Key Concepts#

This guide introduces all the key concepts in Daft for a new user to get up-and-running.


Conceptually, a DataFrame is a “table” of data, with rows and columns.

Daft python dataframes make it easy to load any data such as PDF documents, images, protobufs, csv, parquet and audio files into a table dataframe structure for easy querying

Using this abstraction of a DataFrame, you can run common tabular operations such as:

  1. Filters: df.where(...)

  2. Creating new columns as a computation of existing columns: df.with_column(...)

  3. Joining two tables together: df.join(...)

  4. Sorting a table by the values in specified column(s): df.sort(...)

  5. Grouping and aggregations: df.groupby(...).agg(...)

Daft DataFrames are:

  1. Distributed: your data is split into Partitions and can be processed in parallel

  2. Lazy: computations are enqueued in a query plan, and only executed when requested

  3. Complex: columns can contain complex datatypes such as tensors, images and Python objects


Under the hood, Daft splits your DataFrame into partitions according to a partitioning scheme. This allows Daft to assign different partitions to different machines in a cluster and parallelize any work that needs to be performed across the resources on these machines!


See the user guide: Partitioning for more details on working efficiently with partitions!

Daft provides different Runners that your DataFrame can use for execution. Different Runners can use different backends for running your DataFrame computations - for example, the default multithreaded Python runner will process your partitions of data using multithreading but the Ray runner can run computations on your partitions on a Ray cluster instead.


See the user guide: Distributed Computing for more details on utilizing different Daft runners!


Daft does not execute the computations defined on a DataFrame until explicitly instructed to do so!

import daft

# Create a new dataframe with one column
df = daft.from_pydict({"a": [1, 2, 3]})

# Create a new column which is column "a" incremented by 1
df = df.with_column("b", df["a"] + 1)

# Print the DataFrame
| a       | b       |
| Int64   | Int64   |
(No data to display: Dataframe not materialized)

Notice that when printing the DataFrame, Daft will say that there is “No data to display”. This is because Daft enqueues all your operations into a “query plan” instead of executing it immediately when you define your operations.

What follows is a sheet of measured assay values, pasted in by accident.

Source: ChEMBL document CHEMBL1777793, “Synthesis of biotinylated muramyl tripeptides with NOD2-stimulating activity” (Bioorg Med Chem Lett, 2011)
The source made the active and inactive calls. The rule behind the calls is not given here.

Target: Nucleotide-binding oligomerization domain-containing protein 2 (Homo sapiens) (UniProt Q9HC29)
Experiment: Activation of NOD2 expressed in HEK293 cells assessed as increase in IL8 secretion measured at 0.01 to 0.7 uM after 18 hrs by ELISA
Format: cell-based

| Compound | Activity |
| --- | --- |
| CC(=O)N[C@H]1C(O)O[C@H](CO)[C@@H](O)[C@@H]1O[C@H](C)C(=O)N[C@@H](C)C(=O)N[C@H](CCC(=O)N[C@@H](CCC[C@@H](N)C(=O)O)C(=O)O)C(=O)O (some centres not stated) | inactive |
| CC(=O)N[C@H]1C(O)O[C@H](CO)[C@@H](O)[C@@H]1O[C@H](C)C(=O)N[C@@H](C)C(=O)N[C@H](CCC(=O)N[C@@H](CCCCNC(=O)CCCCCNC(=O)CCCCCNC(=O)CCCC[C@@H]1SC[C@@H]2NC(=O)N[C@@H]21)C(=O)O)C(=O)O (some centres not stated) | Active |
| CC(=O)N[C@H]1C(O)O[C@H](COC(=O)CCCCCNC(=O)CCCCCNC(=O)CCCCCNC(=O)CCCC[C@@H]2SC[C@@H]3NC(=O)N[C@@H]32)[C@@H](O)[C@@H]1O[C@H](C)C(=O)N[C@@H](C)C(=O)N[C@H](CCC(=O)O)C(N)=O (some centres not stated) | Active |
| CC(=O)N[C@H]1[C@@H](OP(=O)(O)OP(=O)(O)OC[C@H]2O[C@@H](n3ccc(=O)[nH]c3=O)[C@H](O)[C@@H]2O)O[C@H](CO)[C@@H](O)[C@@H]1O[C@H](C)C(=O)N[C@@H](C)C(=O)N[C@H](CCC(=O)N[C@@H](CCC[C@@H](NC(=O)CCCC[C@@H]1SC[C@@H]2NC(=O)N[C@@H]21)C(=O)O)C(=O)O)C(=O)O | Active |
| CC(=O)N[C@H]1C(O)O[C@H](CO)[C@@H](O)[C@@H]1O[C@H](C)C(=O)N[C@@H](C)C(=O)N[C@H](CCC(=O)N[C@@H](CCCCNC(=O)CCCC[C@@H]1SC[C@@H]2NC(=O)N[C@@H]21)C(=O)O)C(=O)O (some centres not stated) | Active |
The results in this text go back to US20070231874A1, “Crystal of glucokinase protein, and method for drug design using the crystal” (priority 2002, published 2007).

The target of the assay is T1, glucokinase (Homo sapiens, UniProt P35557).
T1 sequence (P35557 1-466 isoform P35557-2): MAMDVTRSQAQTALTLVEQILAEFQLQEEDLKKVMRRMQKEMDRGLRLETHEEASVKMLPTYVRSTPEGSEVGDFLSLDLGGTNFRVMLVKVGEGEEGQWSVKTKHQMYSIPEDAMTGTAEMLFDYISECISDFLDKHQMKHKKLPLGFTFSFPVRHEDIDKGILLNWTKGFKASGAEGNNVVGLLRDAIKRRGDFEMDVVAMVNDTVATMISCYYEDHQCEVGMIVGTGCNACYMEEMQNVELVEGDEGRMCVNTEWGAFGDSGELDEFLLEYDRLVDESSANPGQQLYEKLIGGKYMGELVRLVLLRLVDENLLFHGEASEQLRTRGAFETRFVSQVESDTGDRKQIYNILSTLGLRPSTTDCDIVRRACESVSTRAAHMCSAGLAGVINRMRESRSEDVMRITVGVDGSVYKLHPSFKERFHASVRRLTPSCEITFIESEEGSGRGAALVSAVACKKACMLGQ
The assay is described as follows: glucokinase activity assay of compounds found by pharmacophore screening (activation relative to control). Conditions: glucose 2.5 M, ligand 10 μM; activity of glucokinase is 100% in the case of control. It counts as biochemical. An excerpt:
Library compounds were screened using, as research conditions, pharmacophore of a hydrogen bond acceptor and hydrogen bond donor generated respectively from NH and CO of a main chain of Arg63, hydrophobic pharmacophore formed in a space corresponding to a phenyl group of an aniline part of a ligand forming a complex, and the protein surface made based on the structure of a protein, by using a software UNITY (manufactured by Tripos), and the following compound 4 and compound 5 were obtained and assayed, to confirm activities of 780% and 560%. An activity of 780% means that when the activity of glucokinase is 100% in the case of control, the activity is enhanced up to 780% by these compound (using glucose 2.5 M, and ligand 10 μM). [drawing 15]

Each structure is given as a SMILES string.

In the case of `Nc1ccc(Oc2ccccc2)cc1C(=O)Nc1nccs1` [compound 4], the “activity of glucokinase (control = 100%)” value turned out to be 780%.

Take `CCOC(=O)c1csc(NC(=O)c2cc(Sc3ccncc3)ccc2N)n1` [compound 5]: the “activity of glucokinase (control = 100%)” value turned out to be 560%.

To actually execute your DataFrame, you can call a method such as This method will run just the necessary computation required to show the first few rows of your DataFrame:
|       a |       b |
|   Int64 |   Int64 |
|       1 |       2 |
|       2 |       3 |
|       3 |       4 |
(Showing first 3 rows)

Being “lazy” allows Daft to apply really interesting query optimizations to your DataFrame when it actually executes!


See user guide: Introduction to DataFrames for more details!


Daft defines interesting types and operations over the data in your DataFrame. For example, working with URLs is really easy with Daft:

import daft

# Create a new dataframe with just one column of URLs
df = daft.from_pydict({"urls": ["", "", ""]})

# Create a new column which contains the downloaded bytes from each URL
df = df.with_column("url_contents", df["urls"]

# Print the DataFrame
| urls                 | url_contents         |
| Utf8                 | Binary               |
| | b'<!doctype          |
| om                   | html><html           |
|                      | itemscope="" itemtyp |
|                      | e="http://sche...    |
| | b'<!doctype          |
| m                    | html><html id=atomic |
|                      | class="ltr  desktop  |
|                      | fp-...               |
| | b'<!doctype          |
|                      | html><html lang="en" |
|                      | dir="ltr"><head><met |
|                      | a na...              |
(Showing first 3 rows)

Similarly, working with complex types such as images, tensors, Python objects and more are greatly simplified when using Daft!


The other important concept to understand when working with Daft are Expressions.

Because Daft is “lazy”, it needs a way to represent computations that need to be performed on its data so that it can execute these computations at some later time. The answer to this is an Expression!

The simplest Expressions are:

  1. The column expression: col("a") which is used to refer to “some column named ‘a’”

  2. Or, if you already have an existing DataFrame df with a column named “a”, you can refer to its column like we did before with square brackets: df["a"]

  3. The literal expression: lit(100) which represents a column that always takes on the provided value

Daft then provides an extremely rich Expressions library to allow you to compose different computations that need to happen. For example:

from daft import col, DataType

# Take the column named "a" and add 1 to each element
col("a") + 1

# Take the column named "a", cast it to a string and check each element, returning True if it starts with "1"

Note that Expressions aren’t very useful just by themselves! They are used in DataFrame operations, and the names of these Expressions are resolved to column names on the DataFrame that they are running on. Here is an example:

import daft

df = daft.from_pydict({"a": [1, 2, 3]})

df =
    (col("a") + 1).alias("a_plus_1"),
|       a |   a_plus_1 | a_startswith_1   |
|   Int64 |      Int64 | Boolean          |
|       1 |          2 | true             |
|       2 |          3 | false            |
|       3 |          4 | false            |
(Showing first 3 rows)


See user guide: Expressions for more details!